Lawsuit challenges donation caps in Illinois court races

A former Illinois lawyer who retired to Texas and two conservative political action committees filed a federal lawsuit on Wednesday challenging recently approved restrictions on campaign contributions to Illinois judicial candidates for First Amendment grounds.

The lawsuit, filed in U.S. District Court in Chicago by the conservative Liberty Justice Center on behalf of John Matthew Chancey, Fair Courts America and Restoration PAC, comes three months before Illinois voters are due to vote in two presidential races. State Supreme Court that will determine whether Democrats maintain their 4-3 majority on the state’s highest court.

Seeking to preserve Democratic control of all three branches of state government, House Democrats last year approved a measure barring judicial nominees from receiving campaign money from contributors and out-of-state groups that do not disclose their donors.

This year, lawmakers approved another measure that prohibits contributions of more than $500,000 per election cycle from a single source to independent spending committees set up to support or oppose judicial nominees.

In their lawsuit, Chancey and the PACs argue that both laws violate free speech rights established in cases such as the US Supreme Court’s landmark Citizens United decision, which opened the door to contributions unlimited policies.

“The Supreme Court has recognized that political campaign contributions are protected speech, and therefore a government must prove that restrictions on campaign contributions pass First Amendment scrutiny,” the lawsuit states. “Here, the two restrictions on contributions in court races cannot meet this test.”

The lawsuit, which names the Illinois State Board of Elections and Attorney General Kwame Raoul as defendants, asks the federal court to grant a preliminary injunction blocking the restrictions and strike them down as unconstitutional.

In arguing against the restrictions, the lawsuit says state law unconstitutionally prohibits Chancey, who practiced law from 1978 until his retirement in 2016, from contributing to friends and acquaintances running for seats. on the bench.

Similarly, Fair Courts America and Restoration PAC, which share a Downers Grove address and have the same committee treasurer, according to federal campaign finance records, say they are deprived of the ability to raise and spend more. $500,000 to support or oppose judicial candidates. this year, which they say violates the First Amendment.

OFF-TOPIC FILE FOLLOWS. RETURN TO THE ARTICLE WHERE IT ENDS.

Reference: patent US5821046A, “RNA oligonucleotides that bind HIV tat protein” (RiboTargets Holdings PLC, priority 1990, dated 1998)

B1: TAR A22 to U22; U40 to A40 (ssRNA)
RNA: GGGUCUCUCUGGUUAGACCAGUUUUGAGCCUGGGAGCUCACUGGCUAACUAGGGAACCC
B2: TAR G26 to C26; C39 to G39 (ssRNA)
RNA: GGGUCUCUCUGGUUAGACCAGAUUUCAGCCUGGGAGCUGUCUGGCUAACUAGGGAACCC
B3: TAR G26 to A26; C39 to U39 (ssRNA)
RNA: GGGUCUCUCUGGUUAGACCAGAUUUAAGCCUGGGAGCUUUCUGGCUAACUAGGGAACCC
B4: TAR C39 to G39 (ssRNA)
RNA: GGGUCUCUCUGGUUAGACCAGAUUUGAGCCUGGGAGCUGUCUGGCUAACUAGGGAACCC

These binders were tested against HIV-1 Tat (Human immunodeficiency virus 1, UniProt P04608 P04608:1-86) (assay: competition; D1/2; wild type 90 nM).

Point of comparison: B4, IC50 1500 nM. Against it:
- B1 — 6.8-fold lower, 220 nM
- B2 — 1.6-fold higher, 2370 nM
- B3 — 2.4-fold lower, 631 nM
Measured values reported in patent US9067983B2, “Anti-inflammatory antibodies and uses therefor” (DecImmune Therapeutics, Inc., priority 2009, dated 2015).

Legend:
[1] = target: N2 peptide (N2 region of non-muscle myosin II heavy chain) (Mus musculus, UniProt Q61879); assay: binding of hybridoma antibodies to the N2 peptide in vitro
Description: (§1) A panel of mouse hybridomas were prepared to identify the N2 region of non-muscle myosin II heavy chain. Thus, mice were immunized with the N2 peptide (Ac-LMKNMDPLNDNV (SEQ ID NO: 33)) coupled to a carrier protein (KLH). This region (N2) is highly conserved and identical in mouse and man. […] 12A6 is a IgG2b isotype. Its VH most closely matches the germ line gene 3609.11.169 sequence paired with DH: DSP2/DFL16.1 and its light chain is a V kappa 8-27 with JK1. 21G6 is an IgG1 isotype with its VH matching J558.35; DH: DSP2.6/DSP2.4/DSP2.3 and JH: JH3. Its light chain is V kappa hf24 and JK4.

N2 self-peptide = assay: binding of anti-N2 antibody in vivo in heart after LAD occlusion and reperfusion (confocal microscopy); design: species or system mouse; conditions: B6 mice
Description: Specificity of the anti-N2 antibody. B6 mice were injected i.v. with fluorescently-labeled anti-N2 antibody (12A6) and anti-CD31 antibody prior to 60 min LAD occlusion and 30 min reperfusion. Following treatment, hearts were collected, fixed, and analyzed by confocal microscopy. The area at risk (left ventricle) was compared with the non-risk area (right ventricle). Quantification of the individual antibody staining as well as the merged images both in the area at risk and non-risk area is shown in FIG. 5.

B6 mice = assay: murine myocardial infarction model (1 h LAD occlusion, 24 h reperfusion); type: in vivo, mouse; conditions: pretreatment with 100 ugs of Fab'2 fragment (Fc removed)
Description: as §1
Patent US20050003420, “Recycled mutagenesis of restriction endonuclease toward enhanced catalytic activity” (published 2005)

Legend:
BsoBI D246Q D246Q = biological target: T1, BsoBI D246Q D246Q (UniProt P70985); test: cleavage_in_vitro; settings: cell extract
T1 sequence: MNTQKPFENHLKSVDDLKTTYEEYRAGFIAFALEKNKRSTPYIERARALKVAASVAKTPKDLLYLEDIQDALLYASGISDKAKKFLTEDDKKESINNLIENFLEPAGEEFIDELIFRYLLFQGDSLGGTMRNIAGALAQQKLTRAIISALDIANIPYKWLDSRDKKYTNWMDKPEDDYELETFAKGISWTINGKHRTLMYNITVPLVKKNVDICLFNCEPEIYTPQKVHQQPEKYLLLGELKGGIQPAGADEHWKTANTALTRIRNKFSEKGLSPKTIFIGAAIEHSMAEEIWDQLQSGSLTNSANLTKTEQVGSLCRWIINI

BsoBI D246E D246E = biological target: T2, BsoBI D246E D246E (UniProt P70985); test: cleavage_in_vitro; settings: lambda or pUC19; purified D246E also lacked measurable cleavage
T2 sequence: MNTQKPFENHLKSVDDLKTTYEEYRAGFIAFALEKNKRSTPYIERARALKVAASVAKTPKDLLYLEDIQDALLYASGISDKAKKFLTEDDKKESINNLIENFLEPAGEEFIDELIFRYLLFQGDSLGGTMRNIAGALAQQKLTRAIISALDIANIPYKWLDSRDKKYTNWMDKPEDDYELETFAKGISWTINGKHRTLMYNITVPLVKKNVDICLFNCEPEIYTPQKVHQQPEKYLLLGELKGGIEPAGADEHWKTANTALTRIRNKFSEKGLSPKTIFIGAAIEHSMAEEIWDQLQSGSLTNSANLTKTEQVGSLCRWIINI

As of June 30, Restoration PAC had nearly $436,000 in the bank, while Fair Courts America had just under $30,000 on hand and outstanding debts of $272,000, all in loans from Restoration, according to court records. Federal Election Commission.

Restoration PAC was founded by businessman Doug Traux, who unsuccessfully ran for the Republican nomination for the U.S. Senate in 2014.

Although there is legal precedent for tighter restrictions on campaign fundraising in court races, the lawsuit argues that the new Illinois law goes beyond authorized steps to prevent corruption and preserve the integrity of the courts.

Outside of court races, state law allows independent spending committees to raise and spend unlimited funds to support or oppose candidates, as long as they don’t coordinate directly with a campaign.

“It is evident that Illinois politicians have passed laws intended to disenfranchise their opponents by restricting their political speech,” Truax said in a statement. “It is unconstitutional and un-American and both laws must be struck down immediately.”

State Board of Elections spokesman Matt Dietrich declined to comment on the ongoing lawsuit, and a spokeswoman for the attorney general’s office did not respond Wednesday night.

The lawsuit comes after billionaire Ken Griffin donated $6.25 million to another independent spending committee, Citizens for Judicial Fairness, before the new law limiting individual contributions took effect in May.

Illinois has a history of record spending on court races, highlighted by the successful 2020 campaign to overthrow Democratic Supreme Court Justice Thomas Kilbride.

Kilbride and the main group opposing his retention together raised more than $11.7 million, the most expensive retention vote ever recorded nationally.

Kilbride’s removal from the bench set off a series of events that led to the Democratic-controlled General Assembly drawing new boundaries for the state’s five judicial districts in an effort to preserve their party’s judicial majority.

In the Nov. 8 ballot, Democratic Lake County Associate Justice Elizabeth “Liz” Rochford takes on Republican Mark Curran, the former Lake County sheriff, in the race for the Supreme Court seat in the new 2nd Judicial District. , which includes Lake, McHenry, DeKalb, Kane and Kendall counties.

In the new 3rd Judicial District, comprising DuPage, Will and Kankakee counties, Republican Judge Nominee Michael J. Burke faces Democratic Appellate Judge Mary K. O’Brien.

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